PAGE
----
Sunday, June 24, 2012

Cashing In On Your Expertise & Ideas

The world does not always reward those who are the smartest, the nicest, or the most charitable. In fact, it is more inclined to give attention, money, and favor to those who have fallen from grace, who may be good at marketing but lack substance who are beautiful on the outside but not the inside. This column is not about what is fair or what is right. It is about how to get paid for whatever skills, knowledge, abilities, or ideas that you claim to have and believe to be of value.

What is the best way to cash out and make some money? Let’s list some possibilities:

·        Get a book published
·        Sell the movie rights to your story
·        Blackmail a rich entity or person
·        Be a high-powered consultant/lobbyist
·        Sue someone of wealth
·        Launch a new business
·        Sell your idea to an existing business (file a patent)
·        Get private investors to buy into your project

What you won’t find on the list is: work for someone, get lucky with investments, hope to win the lottery, or other unlikely or less predictable sources of income.

Truth is, few of us have the information, connections, or ideas that would truly be of great value to others but that does not stop any of us from trying to somehow cash-in. It nags at me, however, the answer to this question: How can one exploit their worth when they truly have something of value and merit to offer?

How does anyone put a price tag on their value? Someone who risks their life, you’d think, would be wealthy, but we don’t pay a lot to firemen, policemen, soldiers, etc. How about our brightest people who educate our next generation of leaders, shouldn’t they make big bucks? Many teachers and professors struggle financially. It seems to me, in our capitalistic society there is no formula for the rewarding of money to people based on the merits.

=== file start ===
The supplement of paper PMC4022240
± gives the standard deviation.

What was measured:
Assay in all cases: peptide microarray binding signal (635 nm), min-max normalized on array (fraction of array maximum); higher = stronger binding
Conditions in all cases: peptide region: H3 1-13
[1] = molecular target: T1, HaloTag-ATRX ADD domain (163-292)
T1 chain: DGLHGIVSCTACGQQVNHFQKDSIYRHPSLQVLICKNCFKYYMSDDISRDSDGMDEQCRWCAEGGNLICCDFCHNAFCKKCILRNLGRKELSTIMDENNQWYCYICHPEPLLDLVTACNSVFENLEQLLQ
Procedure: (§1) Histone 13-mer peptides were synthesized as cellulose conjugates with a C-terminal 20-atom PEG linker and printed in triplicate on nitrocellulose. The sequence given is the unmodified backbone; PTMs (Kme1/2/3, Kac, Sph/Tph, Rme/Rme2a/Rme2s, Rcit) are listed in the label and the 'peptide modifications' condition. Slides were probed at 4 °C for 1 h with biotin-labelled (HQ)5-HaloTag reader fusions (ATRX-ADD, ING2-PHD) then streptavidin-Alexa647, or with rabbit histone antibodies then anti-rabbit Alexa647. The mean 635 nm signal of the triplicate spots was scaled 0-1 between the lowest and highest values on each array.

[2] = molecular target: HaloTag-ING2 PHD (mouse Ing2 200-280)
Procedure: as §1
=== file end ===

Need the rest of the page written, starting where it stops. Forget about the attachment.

Dumb people make lots of money every day. People who break the law are rich. Those with special, but short-lived skills, such as models or athletes, can make huge sums of money. Those who speculate with other people’s money on Wall Street can win big even when their bets leads to huge losses for others.

What kind of world is this?

It is the world we live in and until it changes, you need to operate under its rules. That doesn’t mean you should also steal, cheat, and live unethically, but it means you cannot expect the world to reward you just because you are genius writer. You will need to put a value on your worth and then find a way to justify it. To realize your potential you will need to do more than write a great book – you will have to do a great job promoting it.

Cash in on your ideas and expertise by executing a book marketing campaign that launches you into notoriety. If you can’t do this, hire someone who can. Otherwise, you will be going over the list above of ways to make money and things like “blackmail” will start to look a little more appealing.

Interview With Author and Illustrator Veronica J. Brockett

1.      What is your new book about? Synopsis of GESSO SQUAD The Graphic Novel Volume One: 1,000 Star Demons and a Rain God: Lyra Newton is your typical perky high student with your average fears and anxieties. She's just worried about the next demon she has to slay before 5th period Biology class. But when a solar eclipse cause ancient demons to fall from the sky, it sets off a chain of events the world just wasn't prepared for. Meanwhile, Marshall Conte escapes an alien pirate ship with a gold box stuffed inside his pocket. Will Lyra and friends be able to stop a sinister three eyed fish from flooding the entire planet?

2.      What inspired you to write it? While I was in graduate school at The College of New Rochelle, I wanted to create something where students ages 9-12 could learn about art history.

3.      What are the rewards/challenges to the writing process? It's fun seeing my characters come of life on paper. Developing the story and finding a way to integrate an educational component to it was definitely a challenge.

4.      Any advice for a struggling writer? Take breaks from writing every once in a while. Sometimes stepping away from your project for a few days gives you time to look at your work with a fresh pair of eyes.

5.      Where do you see book publishing heading? I see the lines blurring between self-published and mainstream publishing. It seems that both self-published and mainstream authors have found success.

For more information, please consult:

Brian Feinblum’s views, opinions, and ideas expressed in this blog are his alone and not that of his employer, the nation’s largest book promoter. You can follow him on Twitter @theprexpert and email him at He feels more important when discussed in the third-person.

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